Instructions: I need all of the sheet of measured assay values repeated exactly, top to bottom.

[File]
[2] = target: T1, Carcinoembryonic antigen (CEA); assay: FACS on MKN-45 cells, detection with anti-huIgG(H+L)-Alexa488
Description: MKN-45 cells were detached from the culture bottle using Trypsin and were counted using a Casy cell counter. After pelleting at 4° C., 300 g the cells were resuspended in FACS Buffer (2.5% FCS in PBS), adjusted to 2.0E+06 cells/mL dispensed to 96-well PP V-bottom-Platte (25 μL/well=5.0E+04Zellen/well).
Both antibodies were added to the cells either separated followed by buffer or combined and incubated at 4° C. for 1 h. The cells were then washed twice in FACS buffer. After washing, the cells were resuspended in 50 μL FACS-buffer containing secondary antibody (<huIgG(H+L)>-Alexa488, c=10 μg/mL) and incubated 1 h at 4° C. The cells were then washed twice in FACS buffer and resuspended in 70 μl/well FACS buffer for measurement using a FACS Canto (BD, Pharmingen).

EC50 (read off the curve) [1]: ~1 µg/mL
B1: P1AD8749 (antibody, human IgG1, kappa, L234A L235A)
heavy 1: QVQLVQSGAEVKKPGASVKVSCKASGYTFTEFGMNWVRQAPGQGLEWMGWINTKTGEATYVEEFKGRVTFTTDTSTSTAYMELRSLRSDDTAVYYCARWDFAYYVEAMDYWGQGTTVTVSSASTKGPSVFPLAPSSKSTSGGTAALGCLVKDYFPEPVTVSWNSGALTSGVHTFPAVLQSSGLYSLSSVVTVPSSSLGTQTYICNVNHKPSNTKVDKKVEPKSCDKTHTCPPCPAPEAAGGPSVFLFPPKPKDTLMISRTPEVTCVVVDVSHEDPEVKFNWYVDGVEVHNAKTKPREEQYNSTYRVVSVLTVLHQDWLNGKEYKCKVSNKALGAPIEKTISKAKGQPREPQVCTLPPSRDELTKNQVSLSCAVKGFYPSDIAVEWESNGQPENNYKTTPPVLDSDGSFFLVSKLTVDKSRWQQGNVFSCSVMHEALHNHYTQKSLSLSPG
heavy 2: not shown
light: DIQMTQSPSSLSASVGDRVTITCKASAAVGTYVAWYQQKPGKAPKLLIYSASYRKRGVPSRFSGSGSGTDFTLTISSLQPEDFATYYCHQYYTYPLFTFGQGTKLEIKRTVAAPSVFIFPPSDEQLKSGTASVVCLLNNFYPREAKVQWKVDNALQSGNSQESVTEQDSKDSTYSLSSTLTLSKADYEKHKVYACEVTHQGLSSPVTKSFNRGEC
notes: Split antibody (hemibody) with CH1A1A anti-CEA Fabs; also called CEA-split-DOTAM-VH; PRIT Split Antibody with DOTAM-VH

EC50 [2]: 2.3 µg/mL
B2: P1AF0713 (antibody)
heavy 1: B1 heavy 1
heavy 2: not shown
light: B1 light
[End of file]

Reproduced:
[2] = target: T1, Carcinoembryonic antigen (CEA); assay: FACS on MKN-45 cells, detection with anti-huIgG(H+L)-Alexa488
Description: MKN-45 cells were detached from the culture bottle using Trypsin and were counted using a Casy cell counter. After pelleting at 4° C., 300 g the cells were resuspended in FACS Buffer (2.5% FCS in PBS), adjusted to 2.0E+06 cells/mL dispensed to 96-well PP V-bottom-Platte (25 μL/well=5.0E+04Zellen/well).
Both antibodies were added to the cells either separated followed by buffer or combined and incubated at 4° C. for 1 h. The cells were then washed twice in FACS buffer. After washing, the cells were resuspended in 50 μL FACS-buffer containing secondary antibody (<huIgG(H+L)>-Alexa488, c=10 μg/mL) and incubated 1 h at 4° C. The cells were then washed twice in FACS buffer and resuspended in 70 μl/well FACS buffer for measurement using a FACS Canto (BD, Pharmingen).

EC50 (read off the curve) [1]: ~1 µg/mL
B1: P1AD8749 (antibody, human IgG1, kappa, L234A L235A)
heavy 1: QVQLVQSGAEVKKPGASVKVSCKASGYTFTEFGMNWVRQAPGQGLEWMGWINTKTGEATYVEEFKGRVTFTTDTSTSTAYMELRSLRSDDTAVYYCARWDFAYYVEAMDYWGQGTTVTVSSASTKGPSVFPLAPSSKSTSGGTAALGCLVKDYFPEPVTVSWNSGALTSGVHTFPAVLQSSGLYSLSSVVTVPSSSLGTQTYICNVNHKPSNTKVDKKVEPKSCDKTHTCPPCPAPEAAGGPSVFLFPPKPKDTLMISRTPEVTCVVVDVSHEDPEVKFNWYVDGVEVHNAKTKPREEQYNSTYRVVSVLTVLHQDWLNGKEYKCKVSNKALGAPIEKTISKAKGQPREPQVCTLPPSRDELTKNQVSLSCAVKGFYPSDIAVEWESNGQPENNYKTTPPVLDSDGSFFLVSKLTVDKSRWQQGNVFSCSVMHEALHNHYTQKSLSLSPG
heavy 2: not shown
light: DIQMTQSPSSLSASVGDRVTITCKASAAVGTYVAWYQQKPGKAPKLLIYSASYRKRGVPSRFSGSGSGTDFTLTISSLQPEDFATYYCHQYYTYPLFTFGQGTKLEIKRTVAAPSVFIFPPSDEQLKSGTASVVCLLNNFYPREAKVQWKVDNALQSGNSQESVTEQDSKDSTYSLSSTLTLSKADYEKHKVYACEVTHQGLSSPVTKSFNRGEC
notes: Split antibody (hemibody) with CH1A1A anti-CEA Fabs; also called CEA-split-DOTAM-VH; PRIT Split Antibody with DOTAM-VH

EC50 [2]: 2.3 µg/mL
B2: P1AF0713 (antibody)
heavy 1: B1 heavy 1
heavy 2: not shown
light: B1 light